Chapter 5 overview


Published on

Published in: Business
  • Be the first to comment

  • Be the first to like this

No Downloads
Total views
On SlideShare
From Embeds
Number of Embeds
Embeds 0
No embeds

No notes for slide

Chapter 5 overview

  1. 1. Chapter 5 Police Officers and the LawLearning ObjectivesAfter completion of this chapter, students should be able to:1. Understand procedural laws and how they govern police actions.2. Identify landmark cases that established the exclusionary rule.3. Describe exceptions to seizure without a warrant.4. Understand a citizen’s rights while being interrogated.5. Identify the circumstances when police can make an arrest or hold someone in custody.Chapter OutlineI. Procedural Law and Oversight of the PoliceII. Rules of Evidence The Exclusionary Rule Fruit of the Poisoned Tree Doctrine Application to State Courts: Mapp v. Ohio Exceptions to the Exclusionary RuleIII. Search and Seizure The Fourth Amendment and the Right to Privacy Search Incident to Lawful Arrest Plain-View Searches Consent to Search
  2. 2. Search of Automobiles Search of PersonsIV. Other Exceptions to the Warrant Requirement Public Safety Exceptions The Good Faith Exception Issues of Privacy Deadly Force and Fleeing-Felon DoctrineV. Interrogations and Confessions Waiver of Rights Standards for an Admissible Confession Use of Physical Punishment and Pain The Right to an Attorney Delayed Court Appearance Limits on Deception Miranda Rights Right to Remain Silent Police Lineups Juveniles Interrogations and the War on TerrorismVI. Arrest Entrapment and Police Intelligence Activities Enemy CombatantsKey Terms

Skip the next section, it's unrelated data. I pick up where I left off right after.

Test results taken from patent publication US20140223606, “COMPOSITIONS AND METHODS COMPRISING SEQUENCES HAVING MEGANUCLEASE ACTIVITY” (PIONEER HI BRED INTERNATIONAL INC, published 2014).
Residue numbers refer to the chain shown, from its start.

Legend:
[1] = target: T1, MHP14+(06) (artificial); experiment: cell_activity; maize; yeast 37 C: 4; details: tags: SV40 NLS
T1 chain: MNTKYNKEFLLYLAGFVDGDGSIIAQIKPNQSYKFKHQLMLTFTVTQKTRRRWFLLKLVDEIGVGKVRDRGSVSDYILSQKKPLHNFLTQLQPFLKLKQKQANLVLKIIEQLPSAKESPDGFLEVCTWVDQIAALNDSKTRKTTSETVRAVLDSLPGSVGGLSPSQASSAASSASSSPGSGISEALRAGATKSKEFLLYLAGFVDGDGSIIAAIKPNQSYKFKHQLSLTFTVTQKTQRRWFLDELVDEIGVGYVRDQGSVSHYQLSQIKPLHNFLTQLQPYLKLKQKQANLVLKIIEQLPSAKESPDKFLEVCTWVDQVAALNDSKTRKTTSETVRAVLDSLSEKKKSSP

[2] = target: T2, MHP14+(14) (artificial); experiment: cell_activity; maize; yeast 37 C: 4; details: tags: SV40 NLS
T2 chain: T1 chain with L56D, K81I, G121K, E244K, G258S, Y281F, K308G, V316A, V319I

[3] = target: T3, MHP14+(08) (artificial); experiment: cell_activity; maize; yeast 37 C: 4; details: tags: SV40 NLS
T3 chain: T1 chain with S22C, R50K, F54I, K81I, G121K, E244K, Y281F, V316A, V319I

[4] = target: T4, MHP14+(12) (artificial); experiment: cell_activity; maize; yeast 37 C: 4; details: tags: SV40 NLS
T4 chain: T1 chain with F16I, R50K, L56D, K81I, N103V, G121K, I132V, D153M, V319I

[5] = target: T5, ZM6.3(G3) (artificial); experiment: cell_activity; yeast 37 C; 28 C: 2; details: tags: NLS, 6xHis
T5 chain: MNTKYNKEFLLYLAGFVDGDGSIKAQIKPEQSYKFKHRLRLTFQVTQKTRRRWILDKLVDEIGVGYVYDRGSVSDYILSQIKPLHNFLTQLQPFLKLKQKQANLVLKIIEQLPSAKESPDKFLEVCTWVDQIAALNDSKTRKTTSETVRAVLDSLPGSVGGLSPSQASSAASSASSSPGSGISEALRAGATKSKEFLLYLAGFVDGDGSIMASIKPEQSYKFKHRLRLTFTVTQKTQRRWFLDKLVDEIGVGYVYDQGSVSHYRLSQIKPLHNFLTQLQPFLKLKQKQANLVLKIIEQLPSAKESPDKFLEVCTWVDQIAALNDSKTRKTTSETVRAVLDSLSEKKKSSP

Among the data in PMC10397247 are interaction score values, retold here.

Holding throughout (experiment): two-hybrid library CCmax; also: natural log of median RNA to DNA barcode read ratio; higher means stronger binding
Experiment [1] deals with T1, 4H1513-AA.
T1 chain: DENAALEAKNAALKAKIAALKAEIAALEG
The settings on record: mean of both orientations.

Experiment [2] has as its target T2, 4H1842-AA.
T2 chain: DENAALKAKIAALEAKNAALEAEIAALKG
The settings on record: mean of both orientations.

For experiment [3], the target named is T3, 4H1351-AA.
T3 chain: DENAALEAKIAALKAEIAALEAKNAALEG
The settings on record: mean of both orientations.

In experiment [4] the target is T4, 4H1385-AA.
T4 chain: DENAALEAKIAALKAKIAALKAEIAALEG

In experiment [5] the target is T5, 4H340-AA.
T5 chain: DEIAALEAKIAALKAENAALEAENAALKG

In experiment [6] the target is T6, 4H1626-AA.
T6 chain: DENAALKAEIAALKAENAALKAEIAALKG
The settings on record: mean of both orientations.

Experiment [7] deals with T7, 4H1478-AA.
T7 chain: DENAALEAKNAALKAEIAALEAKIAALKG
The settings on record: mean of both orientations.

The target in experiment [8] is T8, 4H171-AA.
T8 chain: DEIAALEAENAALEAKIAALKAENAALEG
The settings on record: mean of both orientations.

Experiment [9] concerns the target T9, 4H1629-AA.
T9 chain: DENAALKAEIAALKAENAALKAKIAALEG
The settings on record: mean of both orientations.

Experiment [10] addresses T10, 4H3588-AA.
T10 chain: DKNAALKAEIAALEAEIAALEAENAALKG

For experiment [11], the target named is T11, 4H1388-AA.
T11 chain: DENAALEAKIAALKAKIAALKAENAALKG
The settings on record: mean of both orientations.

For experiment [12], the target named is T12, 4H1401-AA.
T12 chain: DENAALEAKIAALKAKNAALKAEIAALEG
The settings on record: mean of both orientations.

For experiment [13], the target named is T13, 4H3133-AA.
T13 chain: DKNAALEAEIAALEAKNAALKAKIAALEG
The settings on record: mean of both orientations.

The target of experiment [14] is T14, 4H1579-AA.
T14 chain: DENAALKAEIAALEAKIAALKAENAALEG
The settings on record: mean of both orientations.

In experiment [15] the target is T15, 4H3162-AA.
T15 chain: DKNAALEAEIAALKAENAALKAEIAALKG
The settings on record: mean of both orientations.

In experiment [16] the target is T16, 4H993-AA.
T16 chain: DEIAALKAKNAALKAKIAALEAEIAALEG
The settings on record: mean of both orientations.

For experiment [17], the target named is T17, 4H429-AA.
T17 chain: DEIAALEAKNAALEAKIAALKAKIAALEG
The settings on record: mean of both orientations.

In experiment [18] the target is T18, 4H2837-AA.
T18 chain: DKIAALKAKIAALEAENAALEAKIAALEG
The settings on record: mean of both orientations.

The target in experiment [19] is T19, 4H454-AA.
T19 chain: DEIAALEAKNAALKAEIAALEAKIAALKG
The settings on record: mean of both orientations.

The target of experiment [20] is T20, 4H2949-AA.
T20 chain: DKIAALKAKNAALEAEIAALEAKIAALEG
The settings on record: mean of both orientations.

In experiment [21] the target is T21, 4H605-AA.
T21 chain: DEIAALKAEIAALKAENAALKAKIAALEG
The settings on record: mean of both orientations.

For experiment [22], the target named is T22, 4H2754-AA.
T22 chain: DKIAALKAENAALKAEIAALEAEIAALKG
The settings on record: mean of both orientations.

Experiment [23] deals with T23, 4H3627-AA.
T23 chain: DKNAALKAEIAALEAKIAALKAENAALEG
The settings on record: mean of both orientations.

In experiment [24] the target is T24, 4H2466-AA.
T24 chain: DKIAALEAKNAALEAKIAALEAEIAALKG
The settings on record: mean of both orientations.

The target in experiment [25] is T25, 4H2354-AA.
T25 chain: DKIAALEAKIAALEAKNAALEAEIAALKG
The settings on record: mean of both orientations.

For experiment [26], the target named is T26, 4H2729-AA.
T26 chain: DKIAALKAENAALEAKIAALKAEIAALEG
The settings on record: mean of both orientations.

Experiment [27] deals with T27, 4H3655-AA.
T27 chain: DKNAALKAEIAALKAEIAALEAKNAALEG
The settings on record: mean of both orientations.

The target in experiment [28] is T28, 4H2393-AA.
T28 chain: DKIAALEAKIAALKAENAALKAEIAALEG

3. 3. Arrest (p. 88) restricting the freedom of a person by taking him or her into police custodyCarroll doctrine (p. 81) terms allowing admissibility of evidence obtained by police in awarrantless search of an automobile when the police have probable cause that a crime hasoccurred and delaying a search could result in losing evidenceClear and present danger (p. 84) a condition relating to public safety that may justify policeuse of deadly force against a fleeing suspectDeadly force (p. 83) the power of police to incapacitate or kill in the line of dutyEntrapment (p. 88) the illegal arrest of a person based on criminal behavior for which the policeprovided both the motivation and the means, tested in Jacobsen v. United States (1992)Exclusionary rule (p. 76) a rule that prohibits the use of evidence or testimony obtained inviolation of the Fourth and Fifth Amendments of the U.S. Constitution, established in Weeks v.United States (1914) and extended to all state courts in Mapp v. Ohio (1961)Fifth Amendment (p. 85) provides several important due process rights regarding the rights ofthe defendantFleeing-felon doctrine (p. 83) the police practice of using deadly force against a fleeing suspect,made illegal in Tennessee v. Garner (1985), except when there is clear and present danger to thepublicFruit of the poisoned tree doctrine (p. 77) a rule of evidence that extends the exclusionary ruleto secondary evidence obtained indirectly in an unconstitutional search, established inSilverthorne Lumber Co. v. United States (1918) and in Wolf v. Colorado (1949)Good faith exception (p. 82) an exception to the requirement that police must have a validsearch warrant or probable cause when they act in good faith on the belief that the search waslegalIndigent defense (p. 86) the right to have an attorney provided free of charge by the state if adefendant cannot afford one, established in Gideon v.Wainwright (1963)Material witness law (p. 89) a law that allows for the detention of a person who has notcommitted a crime but is suspected of having information about a crime and might flee or refuseto cooperate with law enforcement officialsMiranda rights p. 86) rights that provide protection from self-incrimination and confer the rightto an attorney, of which citizens must be informed before police arrest and interrogation,established in Miranda v. Arizona (1966)Pat-down doctrine (p. 81) the right of the police to search a person for a concealed weapon onthe basis of reasonable suspicion, established in Terry v. Ohio (1968)